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The role of young adolescents' psychological needs at secondary school: applying basic psychological needs theory

Earl, Stephen R. (2017) The role of young adolescents' psychological needs at secondary school: applying basic psychological needs theory. Doctor of Philosophy (PhD) thesis, University of Kent,. (KAR id:60986)

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Abstract

Drawing on basic psychological needs theory (BPNT; Deci & Ryan, 2000), the aim of this thesis was to investigate the influence that pupils' autonomy, competence and relatedness may have upon their personal and academic functioning at school. The purpose was to provide new conceptual insights into BPNT within young adolescents' schools and to identify practically viable interventions that could enhance educational practise. Specifically, this thesis addresses two methodological vacancies within BPNT research and two practically driven investigations.

From a practical perspective, the thesis explored if the candid frustration of different psychological needs underpins active and passive types of classroom disengagement. Structural equation modelling demonstrated the frustration of pupil competence uniquely explained passive disengagement via reduced subjective vitality, whereas experiences of autonomy frustration underpinned both active and passive disengagement but not via subjective vitality. All three disengaging processes were found as a consequence of perceived psychologically controlling teaching. Finally, the thesis explored the feasibility of conducting a novel pupil-focused intervention to enhance pupils' perceptual awareness of their own psychological needs. Using a pupil completed diary-log as a methodology, a two week pilot and focus group discussion highlighted practical issues and recommendations for the potential implementation of a future intervention. These findings indicated that the diary-log may need to be in the form of an electronic application and would need to be combined with existing need supportive sessions.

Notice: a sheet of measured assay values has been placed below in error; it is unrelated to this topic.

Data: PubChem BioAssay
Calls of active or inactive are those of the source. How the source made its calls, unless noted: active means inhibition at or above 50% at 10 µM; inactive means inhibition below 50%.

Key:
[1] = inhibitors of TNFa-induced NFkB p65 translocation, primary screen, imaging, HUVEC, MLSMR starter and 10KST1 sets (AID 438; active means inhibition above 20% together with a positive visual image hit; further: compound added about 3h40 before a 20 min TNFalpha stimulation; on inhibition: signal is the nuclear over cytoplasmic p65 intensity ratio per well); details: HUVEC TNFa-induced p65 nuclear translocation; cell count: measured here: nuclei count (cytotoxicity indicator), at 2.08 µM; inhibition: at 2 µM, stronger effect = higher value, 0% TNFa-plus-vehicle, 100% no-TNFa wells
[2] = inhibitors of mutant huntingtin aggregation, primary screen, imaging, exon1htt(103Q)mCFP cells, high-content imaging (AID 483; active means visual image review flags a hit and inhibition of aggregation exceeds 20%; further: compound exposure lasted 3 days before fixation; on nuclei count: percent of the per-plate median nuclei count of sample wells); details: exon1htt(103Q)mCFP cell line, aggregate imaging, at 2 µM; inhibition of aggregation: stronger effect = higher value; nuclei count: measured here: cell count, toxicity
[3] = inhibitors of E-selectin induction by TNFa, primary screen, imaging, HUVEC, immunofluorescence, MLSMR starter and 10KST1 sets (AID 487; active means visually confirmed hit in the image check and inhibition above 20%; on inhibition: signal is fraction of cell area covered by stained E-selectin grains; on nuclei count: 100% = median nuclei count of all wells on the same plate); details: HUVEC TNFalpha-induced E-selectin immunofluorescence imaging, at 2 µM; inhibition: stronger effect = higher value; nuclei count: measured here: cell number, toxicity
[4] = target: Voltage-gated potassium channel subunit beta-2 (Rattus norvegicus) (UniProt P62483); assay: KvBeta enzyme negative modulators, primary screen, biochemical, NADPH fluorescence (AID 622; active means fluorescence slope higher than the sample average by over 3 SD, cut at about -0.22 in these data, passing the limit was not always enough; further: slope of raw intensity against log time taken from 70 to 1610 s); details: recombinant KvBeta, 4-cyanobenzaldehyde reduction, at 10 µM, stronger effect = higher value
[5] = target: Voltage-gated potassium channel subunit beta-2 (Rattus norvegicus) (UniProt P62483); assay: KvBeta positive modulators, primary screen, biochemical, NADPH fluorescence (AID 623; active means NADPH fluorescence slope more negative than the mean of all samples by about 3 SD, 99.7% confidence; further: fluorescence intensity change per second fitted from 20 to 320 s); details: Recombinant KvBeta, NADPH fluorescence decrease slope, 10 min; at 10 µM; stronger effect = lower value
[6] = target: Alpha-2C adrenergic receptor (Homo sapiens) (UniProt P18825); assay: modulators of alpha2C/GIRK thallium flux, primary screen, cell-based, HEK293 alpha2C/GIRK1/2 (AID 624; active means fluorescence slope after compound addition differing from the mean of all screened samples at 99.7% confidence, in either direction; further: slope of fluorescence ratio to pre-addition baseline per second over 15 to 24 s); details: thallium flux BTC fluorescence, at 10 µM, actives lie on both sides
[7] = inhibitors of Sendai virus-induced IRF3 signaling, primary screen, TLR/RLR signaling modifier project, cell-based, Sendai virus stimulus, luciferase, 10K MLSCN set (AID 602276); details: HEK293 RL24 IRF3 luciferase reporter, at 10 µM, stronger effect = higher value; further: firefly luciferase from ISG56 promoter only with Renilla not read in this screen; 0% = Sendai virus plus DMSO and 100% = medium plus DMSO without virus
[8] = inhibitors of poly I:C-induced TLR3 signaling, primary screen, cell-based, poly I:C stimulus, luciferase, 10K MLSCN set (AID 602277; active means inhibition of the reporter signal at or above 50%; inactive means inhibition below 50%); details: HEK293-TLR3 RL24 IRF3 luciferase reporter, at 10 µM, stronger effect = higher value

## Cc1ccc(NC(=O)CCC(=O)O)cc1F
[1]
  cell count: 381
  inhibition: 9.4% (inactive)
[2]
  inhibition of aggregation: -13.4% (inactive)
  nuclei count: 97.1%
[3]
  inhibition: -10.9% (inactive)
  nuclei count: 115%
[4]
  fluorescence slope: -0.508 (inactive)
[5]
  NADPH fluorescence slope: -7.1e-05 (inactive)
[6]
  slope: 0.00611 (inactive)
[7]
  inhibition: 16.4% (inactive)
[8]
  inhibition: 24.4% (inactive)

Overall, the thesis findings add to existing knowledge by indicating how pupils' psychological needs may enhance or diminish their academic and psychological development at school. The findings allude to the interplay between the three needs within school contexts and provide insights into the unique role the different psychological needs may have on school attainment and disengagement. The findings also suggest there may be scope to advance existing teacher-focused BPNT interventions by helping pupils become more active in their own experiences of psychological need satisfaction.

Item Type: Thesis (Doctor of Philosophy (PhD))
Uncontrolled keywords: Psychological Needs, Motivation, Autonomy, Competence, Relatedness, School Achievement, Pupil Well-Being, School Disengagement
Subjects: B Philosophy. Psychology. Religion > BF Psychology
H Social Sciences
Divisions: Divisions > Division of Natural Sciences > School of Sport and Exercise Sciences
Depositing User: Users 1 not found.
Date Deposited: 21 Mar 2017 18:00 UTC
Last Modified: 16 Feb 2021 13:44 UTC
Resource URI: https://kar.kent.ac.uk/id/eprint/60986 (The current URI for this page, for reference purposes)
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